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Blood Isn't Everything

I can’t remember when I first decided I wanted to adopt children once I was an adult. It seems like the idea has always been there. It just feels right. The idea of accepting another into your heart and home is beautiful to me. The bond between adoptive parent and adopted child seems almost as if it would be stronger than biological parent and child. To know that you do not belong genetically to that person and yet they love you just as much as if you shared DNA, to me seems like an even stronger love.

Other sixteen-year-olds don’t exactly understand the beauty of the concept, though. Most of the time, the reaction I get when I reveal I want to adopt someday is a scrunched up nose and a, “Why?” Once I was asked if I was adopted myself. I’m not. I’m from the average 2 parent, 3 kid, 2 dog family. But I have experienced the value of belonging to others who don’t share my blood.

Another time I was asked why I would want to adopt if I was perfectly capable of having kids myself. That person missed the point entirely. It’s not about the ability to have kids at all. It’s about giving a home to someone who desperately needs one. It’s about giving your love to someone who has none. It’s about each and every one of those children in orphanages, whose parents are dead, or don’t want them. Every single one of them deserves to be a part of a family, genetic or not. That’s what it’s about: being a decent human being. In fact, it’s about being more than decent. It’s about being open and loving enough to take on the extra cost, responsibility and emotional baggage that your new son or daughter may have.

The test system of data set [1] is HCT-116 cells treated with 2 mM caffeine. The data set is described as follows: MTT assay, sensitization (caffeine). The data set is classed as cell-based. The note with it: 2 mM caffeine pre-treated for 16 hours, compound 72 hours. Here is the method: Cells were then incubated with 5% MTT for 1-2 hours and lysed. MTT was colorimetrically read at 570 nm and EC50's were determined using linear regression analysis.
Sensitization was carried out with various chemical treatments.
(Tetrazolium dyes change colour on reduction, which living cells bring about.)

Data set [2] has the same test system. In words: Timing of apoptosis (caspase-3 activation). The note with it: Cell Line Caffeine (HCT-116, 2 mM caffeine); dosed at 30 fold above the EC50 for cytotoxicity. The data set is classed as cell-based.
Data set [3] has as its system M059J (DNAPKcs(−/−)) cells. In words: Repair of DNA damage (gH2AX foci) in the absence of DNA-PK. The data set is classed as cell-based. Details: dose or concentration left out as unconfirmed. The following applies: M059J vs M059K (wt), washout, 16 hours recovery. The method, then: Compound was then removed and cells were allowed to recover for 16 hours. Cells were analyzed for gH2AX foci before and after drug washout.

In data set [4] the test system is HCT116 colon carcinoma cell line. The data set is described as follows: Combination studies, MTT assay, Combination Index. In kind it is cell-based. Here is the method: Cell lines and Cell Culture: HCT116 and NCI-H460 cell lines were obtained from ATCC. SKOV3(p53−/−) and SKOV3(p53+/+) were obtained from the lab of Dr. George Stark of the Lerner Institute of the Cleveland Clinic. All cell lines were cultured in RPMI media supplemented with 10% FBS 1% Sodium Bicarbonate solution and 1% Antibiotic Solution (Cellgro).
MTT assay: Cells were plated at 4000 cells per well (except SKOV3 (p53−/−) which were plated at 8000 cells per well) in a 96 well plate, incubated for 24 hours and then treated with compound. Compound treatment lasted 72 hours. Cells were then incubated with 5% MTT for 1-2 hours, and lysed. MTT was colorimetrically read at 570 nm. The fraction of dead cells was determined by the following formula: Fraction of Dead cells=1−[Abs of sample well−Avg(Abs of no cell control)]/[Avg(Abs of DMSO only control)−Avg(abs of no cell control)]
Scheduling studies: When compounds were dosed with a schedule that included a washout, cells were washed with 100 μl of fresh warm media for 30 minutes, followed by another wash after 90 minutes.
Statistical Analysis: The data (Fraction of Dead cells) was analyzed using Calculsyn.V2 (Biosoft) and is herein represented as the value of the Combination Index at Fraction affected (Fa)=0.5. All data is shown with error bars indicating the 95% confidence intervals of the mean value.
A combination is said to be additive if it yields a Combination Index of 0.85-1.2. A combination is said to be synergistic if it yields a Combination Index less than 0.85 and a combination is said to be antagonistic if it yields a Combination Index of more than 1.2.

I think the people who want to know why on earth I would adopt have tiny hearts. They can only give out a very small amount of love, and they think that it can only go to those who share their genes. But I know better. I know that I can love my own flesh and blood, but still have plenty of love left over for so many others. They can’t see the beauty that I do. They are blind to the intensity of the love it takes to bring an outsider into your family, to make them your own.
That is what truly makes a family, to accept each other, despite many differences; to love each other unconditionally no matter what happens in the future, or what happened in the past; and to be together because you want to be, not because your blood says you have to. Because blood isn’t everything.



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